House Dems to probe Trump role in hush payments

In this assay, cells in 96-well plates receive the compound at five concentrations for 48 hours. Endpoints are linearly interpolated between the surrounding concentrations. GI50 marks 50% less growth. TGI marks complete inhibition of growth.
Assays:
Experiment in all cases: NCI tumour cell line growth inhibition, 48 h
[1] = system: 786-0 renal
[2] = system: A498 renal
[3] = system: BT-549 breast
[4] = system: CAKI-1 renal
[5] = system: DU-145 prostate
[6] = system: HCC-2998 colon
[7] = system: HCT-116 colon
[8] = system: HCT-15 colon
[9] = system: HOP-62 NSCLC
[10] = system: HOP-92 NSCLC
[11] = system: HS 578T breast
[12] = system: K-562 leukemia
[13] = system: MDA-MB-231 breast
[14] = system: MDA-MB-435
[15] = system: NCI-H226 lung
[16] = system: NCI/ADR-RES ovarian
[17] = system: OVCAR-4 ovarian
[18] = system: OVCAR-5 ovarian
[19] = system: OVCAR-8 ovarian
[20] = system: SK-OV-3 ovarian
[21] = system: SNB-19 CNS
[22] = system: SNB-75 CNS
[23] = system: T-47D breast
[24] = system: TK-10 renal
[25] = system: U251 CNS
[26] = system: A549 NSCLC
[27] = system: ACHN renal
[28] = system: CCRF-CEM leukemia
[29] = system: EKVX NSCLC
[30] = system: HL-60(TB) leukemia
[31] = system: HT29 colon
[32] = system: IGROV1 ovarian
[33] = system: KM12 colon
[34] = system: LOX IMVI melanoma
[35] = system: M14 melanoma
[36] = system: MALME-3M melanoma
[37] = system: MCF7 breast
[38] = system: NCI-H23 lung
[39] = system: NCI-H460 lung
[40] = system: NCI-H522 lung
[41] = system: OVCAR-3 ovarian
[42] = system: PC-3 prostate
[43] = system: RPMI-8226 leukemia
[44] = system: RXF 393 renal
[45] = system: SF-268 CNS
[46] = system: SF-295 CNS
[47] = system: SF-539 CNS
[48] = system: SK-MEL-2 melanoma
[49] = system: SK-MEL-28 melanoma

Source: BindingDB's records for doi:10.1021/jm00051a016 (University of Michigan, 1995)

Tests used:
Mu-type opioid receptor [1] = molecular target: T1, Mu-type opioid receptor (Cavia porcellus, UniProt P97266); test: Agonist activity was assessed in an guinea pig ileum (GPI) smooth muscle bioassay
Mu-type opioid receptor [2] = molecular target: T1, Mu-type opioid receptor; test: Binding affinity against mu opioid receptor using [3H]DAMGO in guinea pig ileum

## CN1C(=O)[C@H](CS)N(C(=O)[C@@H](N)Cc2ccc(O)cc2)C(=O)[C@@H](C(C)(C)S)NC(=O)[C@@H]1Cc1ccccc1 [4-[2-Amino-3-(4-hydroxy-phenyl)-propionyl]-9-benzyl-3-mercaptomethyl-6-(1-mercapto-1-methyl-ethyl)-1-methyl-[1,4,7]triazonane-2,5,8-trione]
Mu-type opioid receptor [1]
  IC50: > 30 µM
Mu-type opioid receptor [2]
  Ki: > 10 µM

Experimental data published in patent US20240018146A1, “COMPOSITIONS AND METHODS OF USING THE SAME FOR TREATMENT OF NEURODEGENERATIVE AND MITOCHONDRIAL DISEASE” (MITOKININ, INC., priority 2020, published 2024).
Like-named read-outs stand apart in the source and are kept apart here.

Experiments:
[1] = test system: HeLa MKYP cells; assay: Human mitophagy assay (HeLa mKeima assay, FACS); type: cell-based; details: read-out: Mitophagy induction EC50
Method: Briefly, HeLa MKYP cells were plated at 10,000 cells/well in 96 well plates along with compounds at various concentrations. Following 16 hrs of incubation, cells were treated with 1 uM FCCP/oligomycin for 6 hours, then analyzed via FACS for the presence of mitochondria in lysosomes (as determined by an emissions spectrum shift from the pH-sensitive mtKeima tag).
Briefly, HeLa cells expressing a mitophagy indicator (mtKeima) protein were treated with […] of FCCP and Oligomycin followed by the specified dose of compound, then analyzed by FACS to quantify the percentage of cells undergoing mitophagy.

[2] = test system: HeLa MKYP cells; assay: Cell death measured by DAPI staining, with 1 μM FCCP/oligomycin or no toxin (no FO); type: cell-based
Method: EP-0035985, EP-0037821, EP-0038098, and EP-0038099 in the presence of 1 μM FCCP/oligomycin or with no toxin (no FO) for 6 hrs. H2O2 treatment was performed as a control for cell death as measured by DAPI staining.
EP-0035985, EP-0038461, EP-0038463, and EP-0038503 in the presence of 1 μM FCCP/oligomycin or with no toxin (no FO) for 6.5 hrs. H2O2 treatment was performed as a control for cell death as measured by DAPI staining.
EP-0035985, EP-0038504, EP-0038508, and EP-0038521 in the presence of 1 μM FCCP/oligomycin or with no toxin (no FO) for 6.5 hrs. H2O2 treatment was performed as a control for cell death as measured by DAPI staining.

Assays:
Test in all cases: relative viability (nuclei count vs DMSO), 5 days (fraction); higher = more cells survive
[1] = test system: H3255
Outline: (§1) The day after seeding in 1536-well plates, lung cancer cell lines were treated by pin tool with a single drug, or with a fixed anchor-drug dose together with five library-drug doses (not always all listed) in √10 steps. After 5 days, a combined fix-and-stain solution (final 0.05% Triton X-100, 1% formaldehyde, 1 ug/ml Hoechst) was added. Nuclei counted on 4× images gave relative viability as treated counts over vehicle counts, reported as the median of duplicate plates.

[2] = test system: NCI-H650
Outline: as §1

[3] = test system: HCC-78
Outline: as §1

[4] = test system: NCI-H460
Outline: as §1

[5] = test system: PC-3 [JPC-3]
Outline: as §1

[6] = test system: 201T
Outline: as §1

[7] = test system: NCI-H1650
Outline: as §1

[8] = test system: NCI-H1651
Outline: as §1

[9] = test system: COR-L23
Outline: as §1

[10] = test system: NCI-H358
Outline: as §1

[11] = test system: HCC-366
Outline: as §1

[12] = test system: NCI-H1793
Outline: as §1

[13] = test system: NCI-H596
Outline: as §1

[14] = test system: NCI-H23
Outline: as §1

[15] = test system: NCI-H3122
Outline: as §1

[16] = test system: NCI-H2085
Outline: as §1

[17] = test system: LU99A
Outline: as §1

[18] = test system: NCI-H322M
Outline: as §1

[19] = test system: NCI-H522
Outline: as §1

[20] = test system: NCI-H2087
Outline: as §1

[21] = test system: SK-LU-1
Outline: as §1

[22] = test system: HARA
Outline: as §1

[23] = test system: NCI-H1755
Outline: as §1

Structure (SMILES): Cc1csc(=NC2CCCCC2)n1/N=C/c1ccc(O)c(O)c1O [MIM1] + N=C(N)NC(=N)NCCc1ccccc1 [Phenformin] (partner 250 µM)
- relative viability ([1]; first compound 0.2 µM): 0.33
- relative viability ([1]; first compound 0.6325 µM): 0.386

BROADCAST AND DIGITAL RESTRICTIONS~ **BROADCASTERS: NO USE. DIGITAL: NO USE AUSTRALIA BROADCASTERS. NO USE ABC, CNN, FOX, UNIVISION, TELEMUNDO, BBC AMERICA, NBC. VIDEO MUST BE USED IN ITS ENTIRETY. EXISTING GRAPHICS MAY BE OVERWRITTEN BY CLIENT'S OWN GRAPHICS BUT NO FURTHER EDITS ARE PERMITTED, INCLUDING FOR LENGTH** House Democrats are expanding their inquiries into President Trump to include his alleged role in hush-money payments made during the 2016 campaign to women who say they had affairs with him. According to the Washington Post, the House Judiciary Committee plans to hold hearings and call witnesses on the possible campaign violations as soon as October. Last year Trump's personal lawyer, Michael Cohen, admitted to making the payments to adult-film star Stormy Daniels and ex-Playboy model Karen McDougal, saying he was directed to do so by Trump with court papers referring to Trump as Individual - 1. Trump has denied the affairs and claims he never told Cohen to do anything illegal. Cohen pleaded guilty to charges the payoffs amounted to illegal campaign contributions and is serving 3-years in prison. Democrats now tell the Post they believe there's enough evidence to name Trump as a co-conspirator. One possible 'star' witness could be David Pecker, the chairman and CEO of American Media Inc, which publishes the National Enquirer tabloid newspaper. AMI made a $150,000 payment to McDougal "in concert" with Trump's presidential campaign, and later cut a deal with federal prosecutors to avoid prosecution. The new inquiry by the Democrats comes as they pursue five instances of potential obstruction of justice by Trump, detailed in former Special Counsel Robert Mueller's report on the Russia probe. The push to hold Trump accountable has been messy, and this latest try is widely viewed as an effort by Democrats to break an impasse over impeachment. The majority of House Democrats&including some powerful leaders have already called for an official impeachment inquiry to begin. But Speaker Nancy Pelosi has repeatedly cautioned it would be a risky political move without solid public support that has yet to materialize.